Explain that at the centre of our galaxy astronomers measure the speeds and orbits of stars just like that’s how they know there is a supermassive black hole there!

Ending thought about black holes.

Most people think of black holes as monsters but Astronomers now think they play a large part in the early formation of galaxies. As we learn more about how galaxies were formed in early universe it seems that the BH at the centre plays a large part in forming galaxies, remember that the jet from the centre of the galaxy can reach into other galaxies, these jets of particles might start star formation to occur in galaxies where it might otherwise not have occurred. This means that without our blackholes the universe might of not formed galaxies. And without galaxies there wouldn’t be stars, without the stars, no solar systems of planets and with out planets, no humans, so black holes may not something to be afraid of.
The massive Jets from galaxies like M87 and 3c273 are so far reaching that they can actually reach into nearby galaxies.  Astronomers think that these jets can affect the surrounding galaxy giving the surrounding galaxies more energy. This might mean that idea that black holes are monsters is wrong; they actually might be responsible for the formation of galaxies like our own. And of course without the galaxy there is no solar system and without the solar system no place for us to live!

For example if our Sun turned into a black hole we wouldn’t all get sucked in, the Earth would actually orbit around quite happily. Obviously, without the energy from fusion humans would not exist though.
Gravity works for black holes just like it does for everything else. Black holes don’t suck – they just have very strong gravity, so it’s dangerous to get very close. But far from a black hole things orbit them normally.

Blueshift and redshift 

Ask if they have heard of red shift or doppler shift? Remind them that that it is to do with the wavelength of electromagnetic radiation. When an object is moving away from you (like most galaxies are moving away from us) the radiation or light we detect is shifted to longer wavelengths because of the motion of the object away from us means the light waves get stretched out, i.e. the energy of light measured by an astronomer is nearer the lower energy red end of the spectrum , hence the name ‘red shift’ – compare with the pitch of the ambulance siren as it goes past you with the wavelets bunching up in front of the ambulance when it is moving towards you, and spreading out behind. Sound wave compressed as it came toward you, and stretched as it went away. Same is seen in stars, and used to observed the motion of galaxies.

 Say that the light from Andromeda is actually blue shifted! Ask them what this means? So MW and Andromeda are actually moving toward each other in space at about 100km per sec which seems very fast and might scare you but this is actually equivalent to  400 lightyears every million years (and remember Andromeda is 2.6 million light years away) attracted to each other by gravitational forces due to their large masses, in 4.5 billion years they will collide making a much larger galaxy.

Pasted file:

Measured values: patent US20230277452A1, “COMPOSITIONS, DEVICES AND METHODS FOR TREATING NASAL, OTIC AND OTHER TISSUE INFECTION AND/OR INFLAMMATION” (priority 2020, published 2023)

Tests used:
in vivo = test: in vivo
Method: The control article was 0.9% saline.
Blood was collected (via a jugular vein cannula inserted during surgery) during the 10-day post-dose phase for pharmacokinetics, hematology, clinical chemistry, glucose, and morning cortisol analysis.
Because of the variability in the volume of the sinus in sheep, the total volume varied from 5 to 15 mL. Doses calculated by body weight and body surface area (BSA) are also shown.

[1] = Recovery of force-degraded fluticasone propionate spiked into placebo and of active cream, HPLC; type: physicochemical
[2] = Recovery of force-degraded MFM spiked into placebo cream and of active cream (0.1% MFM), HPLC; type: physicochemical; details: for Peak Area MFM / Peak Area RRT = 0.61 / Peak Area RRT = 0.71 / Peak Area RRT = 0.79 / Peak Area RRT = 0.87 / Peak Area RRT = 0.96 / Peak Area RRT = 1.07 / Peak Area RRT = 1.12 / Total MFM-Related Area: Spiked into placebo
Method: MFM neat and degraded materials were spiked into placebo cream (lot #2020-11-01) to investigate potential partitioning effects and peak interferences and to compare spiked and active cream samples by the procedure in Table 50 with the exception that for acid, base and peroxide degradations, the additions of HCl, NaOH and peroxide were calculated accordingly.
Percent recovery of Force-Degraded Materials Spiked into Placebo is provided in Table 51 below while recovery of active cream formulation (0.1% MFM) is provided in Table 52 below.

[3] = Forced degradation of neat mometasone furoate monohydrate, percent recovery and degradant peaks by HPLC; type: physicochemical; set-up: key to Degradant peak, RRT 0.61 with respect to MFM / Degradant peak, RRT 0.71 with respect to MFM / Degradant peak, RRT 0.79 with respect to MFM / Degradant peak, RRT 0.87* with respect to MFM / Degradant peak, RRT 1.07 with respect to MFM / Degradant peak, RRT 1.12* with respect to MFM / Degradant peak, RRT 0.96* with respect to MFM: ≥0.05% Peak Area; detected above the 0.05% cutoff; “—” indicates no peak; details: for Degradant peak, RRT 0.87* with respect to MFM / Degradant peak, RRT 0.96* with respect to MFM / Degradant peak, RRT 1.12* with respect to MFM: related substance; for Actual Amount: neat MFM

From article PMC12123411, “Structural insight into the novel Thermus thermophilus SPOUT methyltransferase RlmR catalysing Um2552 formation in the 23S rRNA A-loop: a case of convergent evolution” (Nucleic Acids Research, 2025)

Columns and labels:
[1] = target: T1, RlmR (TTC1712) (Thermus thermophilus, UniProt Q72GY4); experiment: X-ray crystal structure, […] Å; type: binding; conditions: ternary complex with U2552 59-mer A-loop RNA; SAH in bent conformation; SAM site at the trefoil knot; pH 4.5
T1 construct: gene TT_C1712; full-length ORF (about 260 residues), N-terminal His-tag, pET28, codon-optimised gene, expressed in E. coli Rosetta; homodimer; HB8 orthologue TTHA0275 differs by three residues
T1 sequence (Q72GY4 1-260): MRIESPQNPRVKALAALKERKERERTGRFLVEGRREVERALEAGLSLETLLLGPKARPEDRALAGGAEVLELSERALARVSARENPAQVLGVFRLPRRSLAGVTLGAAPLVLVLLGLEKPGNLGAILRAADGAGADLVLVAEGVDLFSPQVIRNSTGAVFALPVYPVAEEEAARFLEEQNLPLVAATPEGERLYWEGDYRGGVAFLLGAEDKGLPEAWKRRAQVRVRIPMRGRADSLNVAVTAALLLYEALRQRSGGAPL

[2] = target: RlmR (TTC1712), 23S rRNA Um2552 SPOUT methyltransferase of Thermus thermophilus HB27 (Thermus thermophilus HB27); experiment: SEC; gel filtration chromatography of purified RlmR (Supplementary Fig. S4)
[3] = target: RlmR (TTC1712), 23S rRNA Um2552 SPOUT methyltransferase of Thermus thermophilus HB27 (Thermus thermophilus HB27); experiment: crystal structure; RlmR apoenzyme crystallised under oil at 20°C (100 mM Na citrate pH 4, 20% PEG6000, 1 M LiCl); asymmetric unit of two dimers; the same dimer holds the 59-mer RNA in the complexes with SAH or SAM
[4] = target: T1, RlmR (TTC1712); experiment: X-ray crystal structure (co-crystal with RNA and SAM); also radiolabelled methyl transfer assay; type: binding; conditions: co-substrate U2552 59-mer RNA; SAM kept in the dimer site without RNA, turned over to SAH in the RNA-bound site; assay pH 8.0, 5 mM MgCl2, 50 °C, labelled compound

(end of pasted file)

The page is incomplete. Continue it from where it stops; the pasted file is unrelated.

Out of Stellarium
Play ‘Redshift blueshift’ movie 12.27-12:37 10 secs
You can see the light is redder or stretched because the galaxy is moving away from us.
Galaxies come in different types. We’ve seen the Milky Way and Andromeda which are both spiral galaxies, but we think after they merge together they might form an elliptical galaxy which are the other kind.
Play ‘highresgalaxycollision’ movie 53secs
Lots of astronomers work to try to understand how the different kinds of galaxies formed and how they got the shapes they have.
Now hopefully some of you have heard of the Galaxy Zoo project. This is an site where members of the public, like yourselves can help the astronomers by classifying galaxies. You do this by going on the website and just looking at the shape of the galaxy to decide which type you think it is.

Our view of the universe has changed. 

It is only since the 1500’s that we have really started to understand the solar system and our universe.

Play ‘Solar system’ 1 min 05:15-06.09
Before telescopes were invented everyone believed the earth was the centre, we thought the sun, moon and planets orbited around it.
Then in 1543 Nicholas Copernicus proposed a different model with the Sun at the centre, it was a radical idea and he didn’t have any evidence to prove it. Nearly 65 years later, Hans Lippershey fixed 2 small pieces of glass into a tube and made an Eyeglass. Galileo saw these designs and made his own telescope and observed Jupiter, and noticed some points of light either side of Jupiter which appeared to move around it. He soon discovered these were moons orbiting around Jupiter, and this made people realize that the Earth wasn’t actually so important, since objects could clearly orbit around other planets like Jupiter. The telescope was then used to prove Copernicus’ new theory that the earth was not the center of the Universe. It was also used to learn more about our Galaxy
Play ‘’ 1 min 48  12.37-14.33

Our Galaxy and Other Galaxies

We have only known that we have lived in a galaxy for the last 100 years. Before the 20th century thought the universe consisted of a flat disk of stars with the earth and the solar system at the centre.